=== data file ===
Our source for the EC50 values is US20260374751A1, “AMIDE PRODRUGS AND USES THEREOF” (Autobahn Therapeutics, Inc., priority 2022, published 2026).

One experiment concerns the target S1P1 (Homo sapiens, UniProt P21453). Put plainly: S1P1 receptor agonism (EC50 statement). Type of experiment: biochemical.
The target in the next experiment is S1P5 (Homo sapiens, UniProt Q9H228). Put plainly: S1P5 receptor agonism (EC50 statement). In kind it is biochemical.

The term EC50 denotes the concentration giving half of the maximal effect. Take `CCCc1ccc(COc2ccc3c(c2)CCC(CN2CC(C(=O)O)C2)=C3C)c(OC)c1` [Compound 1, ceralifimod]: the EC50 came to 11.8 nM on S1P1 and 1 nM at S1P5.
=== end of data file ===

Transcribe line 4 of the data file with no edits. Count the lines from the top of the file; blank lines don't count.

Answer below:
The term EC50 denotes the concentration giving half of the maximal effect. Take `CCCc1ccc(COc2ccc3c(c2)CCC(CN2CC(C(=O)O)C2)=C3C)c(OC)c1` [Compound 1, ceralifimod]: the EC50 came to 11.8 nM on S1P1 and 1 nM at S1P5.